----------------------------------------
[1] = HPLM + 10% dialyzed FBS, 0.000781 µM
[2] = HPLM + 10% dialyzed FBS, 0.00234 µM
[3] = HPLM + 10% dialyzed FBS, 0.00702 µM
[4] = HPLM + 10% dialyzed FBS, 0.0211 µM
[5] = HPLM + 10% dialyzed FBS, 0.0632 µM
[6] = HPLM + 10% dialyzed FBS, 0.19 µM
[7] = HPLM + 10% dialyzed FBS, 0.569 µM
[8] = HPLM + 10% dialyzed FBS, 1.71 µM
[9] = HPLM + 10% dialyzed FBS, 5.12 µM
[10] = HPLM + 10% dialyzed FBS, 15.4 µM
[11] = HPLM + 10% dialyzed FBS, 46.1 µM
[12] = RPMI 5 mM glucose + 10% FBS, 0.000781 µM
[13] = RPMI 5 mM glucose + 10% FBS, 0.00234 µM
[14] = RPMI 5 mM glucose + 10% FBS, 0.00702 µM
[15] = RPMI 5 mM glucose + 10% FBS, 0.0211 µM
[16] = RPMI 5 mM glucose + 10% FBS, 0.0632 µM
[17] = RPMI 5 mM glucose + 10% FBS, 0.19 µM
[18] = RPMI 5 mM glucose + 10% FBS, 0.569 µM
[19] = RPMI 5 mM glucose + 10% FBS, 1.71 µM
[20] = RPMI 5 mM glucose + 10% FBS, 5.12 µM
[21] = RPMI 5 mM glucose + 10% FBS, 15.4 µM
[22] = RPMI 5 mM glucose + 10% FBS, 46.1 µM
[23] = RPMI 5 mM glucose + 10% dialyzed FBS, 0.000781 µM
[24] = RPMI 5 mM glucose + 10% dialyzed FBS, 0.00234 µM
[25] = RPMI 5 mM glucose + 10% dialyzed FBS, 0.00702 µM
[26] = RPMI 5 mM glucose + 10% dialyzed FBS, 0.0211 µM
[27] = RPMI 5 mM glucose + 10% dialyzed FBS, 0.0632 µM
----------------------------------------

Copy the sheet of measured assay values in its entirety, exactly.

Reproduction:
[1] = HPLM + 10% dialyzed FBS, 0.000781 µM
[2] = HPLM + 10% dialyzed FBS, 0.00234 µM
[3] = HPLM + 10% dialyzed FBS, 0.00702 µM
[4] = HPLM + 10% dialyzed FBS, 0.0211 µM
[5] = HPLM + 10% dialyzed FBS, 0.0632 µM
[6] = HPLM + 10% dialyzed FBS, 0.19 µM
[7] = HPLM + 10% dialyzed FBS, 0.569 µM
[8] = HPLM + 10% dialyzed FBS, 1.71 µM
[9] = HPLM + 10% dialyzed FBS, 5.12 µM
[10] = HPLM + 10% dialyzed FBS, 15.4 µM
[11] = HPLM + 10% dialyzed FBS, 46.1 µM
[12] = RPMI 5 mM glucose + 10% FBS, 0.000781 µM
[13] = RPMI 5 mM glucose + 10% FBS, 0.00234 µM
[14] = RPMI 5 mM glucose + 10% FBS, 0.00702 µM
[15] = RPMI 5 mM glucose + 10% FBS, 0.0211 µM
[16] = RPMI 5 mM glucose + 10% FBS, 0.0632 µM
[17] = RPMI 5 mM glucose + 10% FBS, 0.19 µM
[18] = RPMI 5 mM glucose + 10% FBS, 0.569 µM
[19] = RPMI 5 mM glucose + 10% FBS, 1.71 µM
[20] = RPMI 5 mM glucose + 10% FBS, 5.12 µM
[21] = RPMI 5 mM glucose + 10% FBS, 15.4 µM
[22] = RPMI 5 mM glucose + 10% FBS, 46.1 µM
[23] = RPMI 5 mM glucose + 10% dialyzed FBS, 0.000781 µM
[24] = RPMI 5 mM glucose + 10% dialyzed FBS, 0.00234 µM
[25] = RPMI 5 mM glucose + 10% dialyzed FBS, 0.00702 µM
[26] = RPMI 5 mM glucose + 10% dialyzed FBS, 0.0211 µM
[27] = RPMI 5 mM glucose + 10% dialyzed FBS, 0.0632 µM